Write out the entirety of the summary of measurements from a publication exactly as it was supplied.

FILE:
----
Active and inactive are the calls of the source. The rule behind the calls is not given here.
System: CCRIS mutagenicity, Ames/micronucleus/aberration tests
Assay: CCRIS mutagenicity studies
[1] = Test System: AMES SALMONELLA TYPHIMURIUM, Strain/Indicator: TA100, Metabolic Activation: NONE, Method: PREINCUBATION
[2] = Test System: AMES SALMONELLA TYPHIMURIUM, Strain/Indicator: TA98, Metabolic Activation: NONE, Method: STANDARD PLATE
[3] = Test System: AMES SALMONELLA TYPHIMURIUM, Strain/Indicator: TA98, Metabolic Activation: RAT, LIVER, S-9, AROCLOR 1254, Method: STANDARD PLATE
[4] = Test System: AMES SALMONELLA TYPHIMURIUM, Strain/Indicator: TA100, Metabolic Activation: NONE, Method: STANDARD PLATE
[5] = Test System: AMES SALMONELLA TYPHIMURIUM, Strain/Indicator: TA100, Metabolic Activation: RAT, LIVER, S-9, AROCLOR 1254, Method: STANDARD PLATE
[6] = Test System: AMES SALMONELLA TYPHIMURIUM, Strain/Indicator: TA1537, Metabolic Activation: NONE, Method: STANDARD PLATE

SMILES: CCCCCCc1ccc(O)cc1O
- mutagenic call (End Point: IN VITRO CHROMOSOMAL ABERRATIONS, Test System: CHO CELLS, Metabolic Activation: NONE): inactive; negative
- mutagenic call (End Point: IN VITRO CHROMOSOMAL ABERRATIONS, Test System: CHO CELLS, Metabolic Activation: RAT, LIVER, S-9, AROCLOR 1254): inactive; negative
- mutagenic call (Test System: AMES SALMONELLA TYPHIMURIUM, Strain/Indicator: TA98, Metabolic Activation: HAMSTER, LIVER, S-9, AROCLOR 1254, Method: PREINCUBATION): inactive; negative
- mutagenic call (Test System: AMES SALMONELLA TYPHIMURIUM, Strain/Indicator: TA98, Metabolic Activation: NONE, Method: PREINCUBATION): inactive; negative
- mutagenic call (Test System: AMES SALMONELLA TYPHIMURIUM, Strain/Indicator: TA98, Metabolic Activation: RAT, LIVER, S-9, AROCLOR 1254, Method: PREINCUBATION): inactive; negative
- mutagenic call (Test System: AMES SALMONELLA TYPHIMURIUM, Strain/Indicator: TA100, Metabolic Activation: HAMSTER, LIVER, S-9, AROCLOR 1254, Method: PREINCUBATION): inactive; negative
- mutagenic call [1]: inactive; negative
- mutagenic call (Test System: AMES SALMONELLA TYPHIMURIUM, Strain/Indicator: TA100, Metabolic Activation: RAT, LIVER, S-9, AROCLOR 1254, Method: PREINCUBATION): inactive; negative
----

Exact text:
Active and inactive are the calls of the source. The rule behind the calls is not given here.
System: CCRIS mutagenicity, Ames/micronucleus/aberration tests
Assay: CCRIS mutagenicity studies
[1] = Test System: AMES SALMONELLA TYPHIMURIUM, Strain/Indicator: TA100, Metabolic Activation: NONE, Method: PREINCUBATION
[2] = Test System: AMES SALMONELLA TYPHIMURIUM, Strain/Indicator: TA98, Metabolic Activation: NONE, Method: STANDARD PLATE
[3] = Test System: AMES SALMONELLA TYPHIMURIUM, Strain/Indicator: TA98, Metabolic Activation: RAT, LIVER, S-9, AROCLOR 1254, Method: STANDARD PLATE
[4] = Test System: AMES SALMONELLA TYPHIMURIUM, Strain/Indicator: TA100, Metabolic Activation: NONE, Method: STANDARD PLATE
[5] = Test System: AMES SALMONELLA TYPHIMURIUM, Strain/Indicator: TA100, Metabolic Activation: RAT, LIVER, S-9, AROCLOR 1254, Method: STANDARD PLATE
[6] = Test System: AMES SALMONELLA TYPHIMURIUM, Strain/Indicator: TA1537, Metabolic Activation: NONE, Method: STANDARD PLATE

SMILES: CCCCCCc1ccc(O)cc1O
- mutagenic call (End Point: IN VITRO CHROMOSOMAL ABERRATIONS, Test System: CHO CELLS, Metabolic Activation: NONE): inactive; negative
- mutagenic call (End Point: IN VITRO CHROMOSOMAL ABERRATIONS, Test System: CHO CELLS, Metabolic Activation: RAT, LIVER, S-9, AROCLOR 1254): inactive; negative
- mutagenic call (Test System: AMES SALMONELLA TYPHIMURIUM, Strain/Indicator: TA98, Metabolic Activation: HAMSTER, LIVER, S-9, AROCLOR 1254, Method: PREINCUBATION): inactive; negative
- mutagenic call (Test System: AMES SALMONELLA TYPHIMURIUM, Strain/Indicator: TA98, Metabolic Activation: NONE, Method: PREINCUBATION): inactive; negative
- mutagenic call (Test System: AMES SALMONELLA TYPHIMURIUM, Strain/Indicator: TA98, Metabolic Activation: RAT, LIVER, S-9, AROCLOR 1254, Method: PREINCUBATION): inactive; negative
- mutagenic call (Test System: AMES SALMONELLA TYPHIMURIUM, Strain/Indicator: TA100, Metabolic Activation: HAMSTER, LIVER, S-9, AROCLOR 1254, Method: PREINCUBATION): inactive; negative
- mutagenic call [1]: inactive; negative
- mutagenic call (Test System: AMES SALMONELLA TYPHIMURIUM, Strain/Indicator: TA100, Metabolic Activation: RAT, LIVER, S-9, AROCLOR 1254, Method: PREINCUBATION): inactive; negative